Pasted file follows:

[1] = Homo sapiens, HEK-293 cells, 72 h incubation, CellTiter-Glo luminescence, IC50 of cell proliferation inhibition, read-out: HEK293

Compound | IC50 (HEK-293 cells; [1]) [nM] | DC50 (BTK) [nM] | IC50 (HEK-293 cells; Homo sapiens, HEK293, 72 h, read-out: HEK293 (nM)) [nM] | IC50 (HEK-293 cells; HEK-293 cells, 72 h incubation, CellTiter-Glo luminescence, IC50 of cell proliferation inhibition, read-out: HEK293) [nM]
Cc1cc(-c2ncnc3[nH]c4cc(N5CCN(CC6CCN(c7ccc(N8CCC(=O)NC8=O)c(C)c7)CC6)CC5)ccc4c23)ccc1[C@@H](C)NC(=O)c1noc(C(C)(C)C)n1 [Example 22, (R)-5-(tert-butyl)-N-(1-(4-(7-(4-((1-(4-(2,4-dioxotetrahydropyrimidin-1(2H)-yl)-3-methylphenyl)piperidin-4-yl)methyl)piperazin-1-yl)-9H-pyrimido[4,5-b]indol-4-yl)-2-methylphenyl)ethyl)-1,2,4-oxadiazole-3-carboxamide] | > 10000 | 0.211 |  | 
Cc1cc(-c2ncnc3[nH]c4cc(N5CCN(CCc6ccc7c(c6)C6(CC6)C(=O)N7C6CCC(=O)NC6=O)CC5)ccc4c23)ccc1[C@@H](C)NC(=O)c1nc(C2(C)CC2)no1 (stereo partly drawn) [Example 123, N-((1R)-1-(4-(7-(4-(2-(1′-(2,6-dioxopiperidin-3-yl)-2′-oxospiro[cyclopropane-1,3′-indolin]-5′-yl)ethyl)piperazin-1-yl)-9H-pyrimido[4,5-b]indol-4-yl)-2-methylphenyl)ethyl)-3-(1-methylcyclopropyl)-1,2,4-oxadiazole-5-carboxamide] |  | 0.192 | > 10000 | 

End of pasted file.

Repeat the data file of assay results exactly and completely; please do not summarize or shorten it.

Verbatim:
[1] = Homo sapiens, HEK-293 cells, 72 h incubation, CellTiter-Glo luminescence, IC50 of cell proliferation inhibition, read-out: HEK293

Compound | IC50 (HEK-293 cells; [1]) [nM] | DC50 (BTK) [nM] | IC50 (HEK-293 cells; Homo sapiens, HEK293, 72 h, read-out: HEK293 (nM)) [nM] | IC50 (HEK-293 cells; HEK-293 cells, 72 h incubation, CellTiter-Glo luminescence, IC50 of cell proliferation inhibition, read-out: HEK293) [nM]
Cc1cc(-c2ncnc3[nH]c4cc(N5CCN(CC6CCN(c7ccc(N8CCC(=O)NC8=O)c(C)c7)CC6)CC5)ccc4c23)ccc1[C@@H](C)NC(=O)c1noc(C(C)(C)C)n1 [Example 22, (R)-5-(tert-butyl)-N-(1-(4-(7-(4-((1-(4-(2,4-dioxotetrahydropyrimidin-1(2H)-yl)-3-methylphenyl)piperidin-4-yl)methyl)piperazin-1-yl)-9H-pyrimido[4,5-b]indol-4-yl)-2-methylphenyl)ethyl)-1,2,4-oxadiazole-3-carboxamide] | > 10000 | 0.211 |  | 
Cc1cc(-c2ncnc3[nH]c4cc(N5CCN(CCc6ccc7c(c6)C6(CC6)C(=O)N7C6CCC(=O)NC6=O)CC5)ccc4c23)ccc1[C@@H](C)NC(=O)c1nc(C2(C)CC2)no1 (stereo partly drawn) [Example 123, N-((1R)-1-(4-(7-(4-(2-(1′-(2,6-dioxopiperidin-3-yl)-2′-oxospiro[cyclopropane-1,3′-indolin]-5′-yl)ethyl)piperazin-1-yl)-9H-pyrimido[4,5-b]indol-4-yl)-2-methylphenyl)ethyl)-3-(1-methylcyclopropyl)-1,2,4-oxadiazole-5-carboxamide] |  | 0.192 | > 10000 | 